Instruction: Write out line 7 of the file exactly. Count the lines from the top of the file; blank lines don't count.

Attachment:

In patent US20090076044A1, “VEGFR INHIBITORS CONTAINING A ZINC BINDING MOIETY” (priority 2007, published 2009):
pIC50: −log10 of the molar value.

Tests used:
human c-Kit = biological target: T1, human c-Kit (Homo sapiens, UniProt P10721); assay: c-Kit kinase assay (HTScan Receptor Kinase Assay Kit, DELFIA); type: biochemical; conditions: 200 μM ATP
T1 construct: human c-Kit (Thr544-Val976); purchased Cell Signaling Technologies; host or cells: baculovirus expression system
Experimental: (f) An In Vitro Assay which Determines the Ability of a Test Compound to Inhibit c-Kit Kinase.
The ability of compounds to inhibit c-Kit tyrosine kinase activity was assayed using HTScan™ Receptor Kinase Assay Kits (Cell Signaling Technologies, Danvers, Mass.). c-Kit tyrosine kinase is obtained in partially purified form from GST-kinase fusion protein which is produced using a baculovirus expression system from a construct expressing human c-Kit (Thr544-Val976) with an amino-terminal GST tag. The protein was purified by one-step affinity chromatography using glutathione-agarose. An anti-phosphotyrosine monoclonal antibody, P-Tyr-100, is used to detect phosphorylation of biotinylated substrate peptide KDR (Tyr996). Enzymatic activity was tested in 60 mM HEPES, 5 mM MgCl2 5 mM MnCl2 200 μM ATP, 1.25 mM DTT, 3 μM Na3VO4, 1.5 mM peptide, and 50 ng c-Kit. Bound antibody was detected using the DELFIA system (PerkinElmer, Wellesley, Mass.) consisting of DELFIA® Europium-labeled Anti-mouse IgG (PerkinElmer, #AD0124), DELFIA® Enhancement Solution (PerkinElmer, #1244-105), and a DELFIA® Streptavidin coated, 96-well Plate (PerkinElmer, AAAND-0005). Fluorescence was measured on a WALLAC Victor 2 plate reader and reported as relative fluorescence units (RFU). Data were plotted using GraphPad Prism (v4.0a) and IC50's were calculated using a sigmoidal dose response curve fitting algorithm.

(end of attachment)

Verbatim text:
The ability of compounds to inhibit c-Kit tyrosine kinase activity was assayed using HTScan™ Receptor Kinase Assay Kits (Cell Signaling Technologies, Danvers, Mass.). c-Kit tyrosine kinase is obtained in partially purified form from GST-kinase fusion protein which is produced using a baculovirus expression system from a construct expressing human c-Kit (Thr544-Val976) with an amino-terminal GST tag. The protein was purified by one-step affinity chromatography using glutathione-agarose. An anti-phosphotyrosine monoclonal antibody, P-Tyr-100, is used to detect phosphorylation of biotinylated substrate peptide KDR (Tyr996). Enzymatic activity was tested in 60 mM HEPES, 5 mM MgCl2 5 mM MnCl2 200 μM ATP, 1.25 mM DTT, 3 μM Na3VO4, 1.5 mM peptide, and 50 ng c-Kit. Bound antibody was detected using the DELFIA system (PerkinElmer, Wellesley, Mass.) consisting of DELFIA® Europium-labeled Anti-mouse IgG (PerkinElmer, #AD0124), DELFIA® Enhancement Solution (PerkinElmer, #1244-105), and a DELFIA® Streptavidin coated, 96-well Plate (PerkinElmer, AAAND-0005). Fluorescence was measured on a WALLAC Victor 2 plate reader and reported as relative fluorescence units (RFU). Data were plotted using GraphPad Prism (v4.0a) and IC50's were calculated using a sigmoidal dose response curve fitting algorithm.